India in recent months has taken various steps to facilitate investments in the startups sector. The RBI in February this year relaxed the foreign direct investment (FDI) norms for start-ups.
The startups will be allowed to raise funds commercially (ECBs), in Indian rupees, any other convertible currency or a combination of both.
“The borrowing can be in the form of loans or non-convertible, optionally convertible or partially convertible preferred shares,” reads a statement from RBI. The money raised can be used for any expenditure connected with the business of the company.
The RBI, however, specified that ECBs can only be raised from a country which is either a member of the Financial Action Task Force (FATF) or FATF-Style Regional Bodies. The guidelines only allow foreign banks to act as lenders, while excluding overseas branches, the subsidiaries of Indian banks, overseas wholly owned subsidiaries, or the joint ventures of Indian companies.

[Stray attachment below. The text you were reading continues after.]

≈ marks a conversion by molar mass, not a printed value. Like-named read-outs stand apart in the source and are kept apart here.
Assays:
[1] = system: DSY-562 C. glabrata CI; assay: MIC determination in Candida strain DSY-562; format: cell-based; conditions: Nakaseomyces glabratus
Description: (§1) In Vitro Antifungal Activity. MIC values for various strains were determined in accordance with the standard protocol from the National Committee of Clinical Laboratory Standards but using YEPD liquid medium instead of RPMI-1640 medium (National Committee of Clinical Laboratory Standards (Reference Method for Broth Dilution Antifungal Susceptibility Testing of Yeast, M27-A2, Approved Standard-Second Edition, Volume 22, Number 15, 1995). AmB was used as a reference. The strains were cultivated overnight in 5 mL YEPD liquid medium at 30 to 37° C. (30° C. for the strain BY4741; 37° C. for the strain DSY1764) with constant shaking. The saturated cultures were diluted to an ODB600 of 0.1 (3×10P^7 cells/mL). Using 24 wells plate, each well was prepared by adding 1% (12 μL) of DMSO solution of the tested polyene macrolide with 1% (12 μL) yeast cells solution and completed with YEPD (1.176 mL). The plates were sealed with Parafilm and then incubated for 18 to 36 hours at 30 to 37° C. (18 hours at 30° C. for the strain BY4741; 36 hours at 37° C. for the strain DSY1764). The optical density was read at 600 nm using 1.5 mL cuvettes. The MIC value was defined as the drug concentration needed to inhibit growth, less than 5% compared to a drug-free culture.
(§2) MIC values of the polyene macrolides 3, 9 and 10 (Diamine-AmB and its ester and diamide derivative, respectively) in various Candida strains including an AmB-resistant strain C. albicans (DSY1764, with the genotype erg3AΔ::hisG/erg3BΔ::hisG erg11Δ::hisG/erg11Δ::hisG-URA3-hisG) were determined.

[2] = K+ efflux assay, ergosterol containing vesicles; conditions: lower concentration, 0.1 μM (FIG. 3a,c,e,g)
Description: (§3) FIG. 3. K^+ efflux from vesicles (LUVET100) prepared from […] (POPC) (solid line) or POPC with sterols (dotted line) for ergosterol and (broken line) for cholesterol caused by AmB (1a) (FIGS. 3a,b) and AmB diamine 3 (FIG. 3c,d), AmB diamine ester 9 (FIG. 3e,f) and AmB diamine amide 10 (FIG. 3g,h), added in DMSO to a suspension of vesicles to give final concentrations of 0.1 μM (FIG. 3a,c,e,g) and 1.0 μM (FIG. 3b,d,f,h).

Interestingly, the Indian banking regulator did not fix any interest rate cap on these borrowings; typically RBI specifies the maximum cost financial institutions can charge when lending money via ECBs.
Earlier in January, Prime Minister Narendra Modi had unveiled a slew of measures to create incentives in the sector. The government has also relaxed the procurement norms for them.
According to a Nasscom report, the number ofstartups is expected to double to 10,500 by 2020 and provide jobs to over 200,000 people. A recent Labour Bureau survey said India’s unemployment rate shot up to a five-year high of 5% in 2015-16. More worryingly, World Bank research says increasing automation and the adoption of technology threatens 69% of the jobs in the country. Startups are expected to open new avenues for job creation and take more people in the organized workforce.